East Yorkshire GP banned due to working overseas

Dr David Gilmore
Image caption Dr David Gilmore could be delayed until August from starting his work as a Bridlington GP

A UK-trained doctor with 19 years' experience has been barred from seeing patients because he worked overseas.

Dr David Gilmore is required to pass an exam before he can take up his post as a GP at a Bridlington practice.

Health Education England (HEE) said he needed to undertake the training "given the length of time he has spent outside the UK".

Dr Gilmore, who worked in Australia and the Isle of Man, has described the situation as "absolutely farcical".

"I'm here, I'm wanting to work," he said.

"I'm effectively being prevented to do so at this stage, which just seems absolutely farcical, especially as I was working as a GP full-time in the last 18 months."

Dr Gilmore said the ruling would would delay him starting work until August.

Vicky Johnson, BBC Look North Health Correspondent

Last month the head of the NHS, Simon Stevens, announced a multi-billion pound plan to get general practice back on its feet.

Spending will increase from £9.6 billion this year to over £12 billion by 2021. The aim is to recruit an extra 5,000 GPs over the next five years.

This should be good news for places like Bridlington, where there are currently ten GP vacancies - or 11 if Dr David Gilmore decides not to pursue extra training and assessments.

Health Education England insist that it's in the interests of patient safety that all doctors returning to general practice take some form of refresher scheme.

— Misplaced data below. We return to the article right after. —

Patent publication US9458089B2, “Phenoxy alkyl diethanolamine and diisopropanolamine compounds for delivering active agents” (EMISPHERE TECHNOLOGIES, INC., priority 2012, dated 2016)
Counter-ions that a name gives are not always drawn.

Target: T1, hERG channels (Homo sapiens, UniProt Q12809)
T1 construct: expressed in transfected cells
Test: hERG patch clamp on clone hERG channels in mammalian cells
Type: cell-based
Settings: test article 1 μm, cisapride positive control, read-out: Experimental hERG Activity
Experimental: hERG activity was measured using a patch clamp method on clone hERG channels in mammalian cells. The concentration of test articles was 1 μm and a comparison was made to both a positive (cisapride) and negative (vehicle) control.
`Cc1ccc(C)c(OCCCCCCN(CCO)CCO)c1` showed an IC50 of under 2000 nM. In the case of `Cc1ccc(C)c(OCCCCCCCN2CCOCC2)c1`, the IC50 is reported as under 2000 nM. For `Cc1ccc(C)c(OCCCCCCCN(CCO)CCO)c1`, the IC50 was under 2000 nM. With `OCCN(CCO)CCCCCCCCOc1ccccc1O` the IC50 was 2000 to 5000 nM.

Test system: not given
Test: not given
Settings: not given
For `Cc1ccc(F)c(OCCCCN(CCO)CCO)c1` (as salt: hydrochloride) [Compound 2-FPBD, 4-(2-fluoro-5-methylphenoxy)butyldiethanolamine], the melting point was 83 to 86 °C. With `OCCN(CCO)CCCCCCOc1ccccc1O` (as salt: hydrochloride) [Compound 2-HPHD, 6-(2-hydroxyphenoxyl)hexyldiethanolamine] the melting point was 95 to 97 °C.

But if the NHS on the Isle of Man and the health service in Australia were happy with Dr Gilmore's medical credentials could there not have been a quicker and more efficient way of assessing his fitness to practice?

In a statement the HEE said it had contacted Dr Gilmore and worked to "get him through the system as quickly as possible".

"Unfortunately he does not qualify for the Portfolio Route of the Induction and Refresher scheme given the length of time he has spent outside the UK, and the gaps he has taken from clinical practice over the last five years."

Dr Krishna Kasaraneni from the British Medical Association said the ban did "not make sense".

He said: "I don't think there would be too many GPs who would be giving up Bondi Beach to work in Bridlington and when they do want to do that we're putting in more barriers ahead of them instead of making it a smooth process."

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